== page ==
Ash Wednesday reflection from Chief Officer Jason Heffernan

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Forty years ago today, Victoria faced one of its worst bushfire tragedies in history which killed 47 people, including 14 CFA volunteers, as a result of the ferocious Ash Wednesday fires.


Today I want to remember, honour and reflect on the incredible strength and commitment of the 16,000+ emergency service workers who stood shoulder to shoulder to protect their communities on that day – and in the many days which followed. The family, friends and loved ones of the 14 firefighters who paid the ultimate sacrifice are always in my thoughts.

As one of the most bushfire-prone environments in the world, Victoria has been confronted with many devastating fires throughout its history. Ash Wednesday is one of those which is permanently etched in the minds of a generation who lived through those darkest of days.

The extreme nature of the conditions meant human efforts to fight or control the fire were incapable of succeeding until conditions moderated, leaving crews to focus on trying to sustain life against the odds.

The incredible acts of bravery on that day prevented an even greater loss of life and property and I thank all those who selflessly played a role in protecting the lives of others.

The tragic events of Ash Wednesday were a catalyst for many changes across the emergency services sector, both here in Victoria and across the nation, leading to improvements in planning, procedures, training and resources, which resulted in the world-class firefighting services Victoria has today.

Protective equipment for firefighters, vehicle safety, community warnings and communications systems were all updated and improved in the wake of that devastating day.

Firefighting vehicles stalled on Ash Wednesday because petrol evaporated, forcing some CFA volunteers to flee their trucks and take shelter wherever they could. CFA and all fire agencies have since made major technological and design advancements to their firefighting fleet to better protect firefighters. This included the implementation of diesel vehicles with bigger pumps and heat shields, and crew protection systems. We continue to improve and boost our  firefighting capability with the recent rollout of 50 new replacement tankers and plans to soon deliver new ultra-heavy tankers to identified brigades.

Meanwhile, aircraft used on the day were either privately-owned or used for observation only. Aerial firefighting appliances are now a staple of Victoria’s firefighting response, and CFA relies heavily on these assets to support its ground crews.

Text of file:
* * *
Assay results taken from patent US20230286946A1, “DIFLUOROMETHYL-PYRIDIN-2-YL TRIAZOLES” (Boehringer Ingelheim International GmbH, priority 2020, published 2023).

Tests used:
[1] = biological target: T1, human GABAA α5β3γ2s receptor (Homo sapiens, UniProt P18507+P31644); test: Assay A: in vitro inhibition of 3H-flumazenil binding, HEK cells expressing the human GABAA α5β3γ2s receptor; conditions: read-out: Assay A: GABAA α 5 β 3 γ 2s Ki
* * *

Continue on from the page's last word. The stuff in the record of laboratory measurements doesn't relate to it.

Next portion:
Victorians no doubt recognise the famous CFA ‘yellows’ our volunteers are often seen wearing, but they weren’t always worn by members on the fireground. Until Ash Wednesday, most brigades had overalls and a few helmets to throw on when responding to an incident. We are continuing to improve our Personal Protective Clothing (PPC) with the recent announcement of our Next Generation Wildfire PPC to be rolled out later this year, further enhancing the safety and protection of our firefighters.

There was also a major overhaul in communications to increase the number of radio channels as radio traffic congestion was an issue on the day.

Following the Ash Wednesday fires, Victorians also saw the introduction of bushfire refuges and places of last resort.

Command and control response arrangements, fire behaviour and modelling research as well as wellbeing support were also improved or introduced post those fateful fires.

The wellbeing and support to our firefighters is incredibly important following any major incident. While sadly there was little to no mental health support prior to Ash Wednesday, CFA now has a range of wellbeing support services that are free, confidential and available to all volunteers, employees and their immediate family members.

Many firefighters were inspired to join their local brigade as a result of living through the Ash Wednesday fires. We have many exceptional members around the state today, taking on roles as captains, group officers, incident controllers, crew leaders, firefighters and community safety educators.

On the 40th anniversary today, I also want to acknowledge the remarkable resilience of our communities which recovered and rebuilt after 1983, and remain vigilant against the ever-present threat of bushfire.

We will never forget tragedies like Ash Wednesday, but we learn from them. Sadly, there will be more devastating bushfires in the future, but the community should take comfort in knowing we now have some of the best firefighters in the world, ready to protect lives and property across the state.

We will continue to remember and honour our fallen heroes and we will always strive to be better prepared and to learn from our experiences every day.


Submitted by Chief Officer Jason Heffernan